• (Schozophrenia, Autism, Borderline Personality Disorder, etc. [single names - no sentences]):
  • Nausea and vomiting as a result of chemotherapy
  • Antiemetic

Side Effects

Granisetron can cause a number of different side effects. You should always tell your doctor if you are experiencing side effects before stopping or changing your dosage. Only a doctor can determine if another medication might be better for you or if your dosage should be adjusted.

The most common side effect of using Granisetron skin patch is difficulty having a bowel movement. If you experience this, alert your doctor immediately.

More rare side effects that should also be brought to the attention of a doctor include:

  • Pain in the arms, back, or head and jaw
  • Blurry vision
  • Pain or discomfort in the chest
  • Tightness or heaviness in the chest
  • Confusion or dizziness
  • Coughing
  • Difficulty swallowing
  • Lightheadedness or fainting when getting up from a sitting or lying position
  • Faster, slower, or irregular heartbeat
  • Headache
  • Hives or welt, skin rash, or other signs of skin irritation
  • Nausea
  • Pounding or ringing in the ears
  • Redness, puffiness around the face or eyes
  • Sweating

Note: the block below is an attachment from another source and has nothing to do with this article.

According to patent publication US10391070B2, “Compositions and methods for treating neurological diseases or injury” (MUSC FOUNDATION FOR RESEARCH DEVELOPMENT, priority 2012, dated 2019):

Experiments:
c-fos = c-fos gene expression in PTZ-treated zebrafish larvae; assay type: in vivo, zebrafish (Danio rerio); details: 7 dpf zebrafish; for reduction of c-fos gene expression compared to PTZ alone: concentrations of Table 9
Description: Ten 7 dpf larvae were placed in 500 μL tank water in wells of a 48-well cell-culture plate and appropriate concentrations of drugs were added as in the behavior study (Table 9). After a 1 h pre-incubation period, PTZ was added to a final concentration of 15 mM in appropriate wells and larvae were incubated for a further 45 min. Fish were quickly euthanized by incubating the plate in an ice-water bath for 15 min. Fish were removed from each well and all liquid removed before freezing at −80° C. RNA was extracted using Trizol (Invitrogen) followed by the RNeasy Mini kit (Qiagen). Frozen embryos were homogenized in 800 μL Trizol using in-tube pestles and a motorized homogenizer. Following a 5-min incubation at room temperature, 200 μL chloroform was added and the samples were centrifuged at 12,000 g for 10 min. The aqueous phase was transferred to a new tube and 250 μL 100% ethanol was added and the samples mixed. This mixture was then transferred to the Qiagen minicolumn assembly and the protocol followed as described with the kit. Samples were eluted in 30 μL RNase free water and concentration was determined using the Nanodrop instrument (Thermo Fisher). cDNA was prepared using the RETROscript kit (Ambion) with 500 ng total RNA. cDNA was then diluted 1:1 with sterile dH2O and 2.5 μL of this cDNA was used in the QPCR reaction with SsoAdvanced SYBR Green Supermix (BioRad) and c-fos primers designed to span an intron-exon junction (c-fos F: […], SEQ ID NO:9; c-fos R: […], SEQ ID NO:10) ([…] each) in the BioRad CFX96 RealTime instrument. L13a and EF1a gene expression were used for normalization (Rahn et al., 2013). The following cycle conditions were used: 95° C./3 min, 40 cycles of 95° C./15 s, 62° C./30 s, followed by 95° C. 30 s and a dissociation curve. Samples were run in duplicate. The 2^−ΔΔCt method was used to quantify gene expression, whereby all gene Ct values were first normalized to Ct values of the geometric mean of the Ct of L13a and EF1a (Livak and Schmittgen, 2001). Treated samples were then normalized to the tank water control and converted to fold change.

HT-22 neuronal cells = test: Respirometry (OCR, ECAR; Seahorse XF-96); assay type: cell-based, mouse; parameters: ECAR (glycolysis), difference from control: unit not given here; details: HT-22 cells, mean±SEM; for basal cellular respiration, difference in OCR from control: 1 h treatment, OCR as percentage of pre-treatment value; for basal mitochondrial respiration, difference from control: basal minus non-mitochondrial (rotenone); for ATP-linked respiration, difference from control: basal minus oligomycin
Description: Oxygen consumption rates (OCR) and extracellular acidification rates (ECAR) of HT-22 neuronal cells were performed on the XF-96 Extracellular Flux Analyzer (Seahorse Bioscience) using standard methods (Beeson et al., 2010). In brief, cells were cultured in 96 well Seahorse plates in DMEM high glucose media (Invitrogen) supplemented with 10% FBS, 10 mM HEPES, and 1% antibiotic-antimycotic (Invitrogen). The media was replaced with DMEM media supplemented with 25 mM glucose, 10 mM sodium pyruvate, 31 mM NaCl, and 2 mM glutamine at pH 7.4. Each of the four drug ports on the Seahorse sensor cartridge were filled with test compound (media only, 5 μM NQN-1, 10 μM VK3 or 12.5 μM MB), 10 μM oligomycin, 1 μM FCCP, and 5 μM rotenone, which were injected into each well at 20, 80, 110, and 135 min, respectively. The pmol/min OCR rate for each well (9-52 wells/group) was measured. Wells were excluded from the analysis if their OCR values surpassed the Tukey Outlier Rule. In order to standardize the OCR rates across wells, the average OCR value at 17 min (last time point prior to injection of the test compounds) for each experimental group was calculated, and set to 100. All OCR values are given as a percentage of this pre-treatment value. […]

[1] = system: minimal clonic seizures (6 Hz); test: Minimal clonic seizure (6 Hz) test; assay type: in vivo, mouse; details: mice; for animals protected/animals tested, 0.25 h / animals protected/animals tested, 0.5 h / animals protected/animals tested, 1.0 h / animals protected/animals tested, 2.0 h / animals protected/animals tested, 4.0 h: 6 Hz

• Fatigue, being unusually tired

There are other reported side effects, which may be serious and should be brought to the attention of a doctor, but their occurrence frequency is not known. Let your doctor know if you experience any of the following:

  • Black stool
  • Blood in urine
  • Bleeding mouth or gums
  • Fever
  • Chills
  • Painful urination
  • Sore throat
  • Stomach pain
  • Ulcers or sores on the mouth, throat, or other areas
  • Swollen glands
  • Pale skin
  • Unusual bleeding or bruising

There are other side effects that may not need to be brought to the attention of your doctor. These side effects may be uncomfortable, but not serious. If you find that these side effects are too uncomfortable, talk to your doctor about other medication options that may have different or lesser side effects:

  • Loss of appetite
  • Loss of hair
  • Loss of strength
  • Skin irritation or itching on the area where you applied the patch
  • Difficulty sleeping
  • Heartburn
  • Indigestion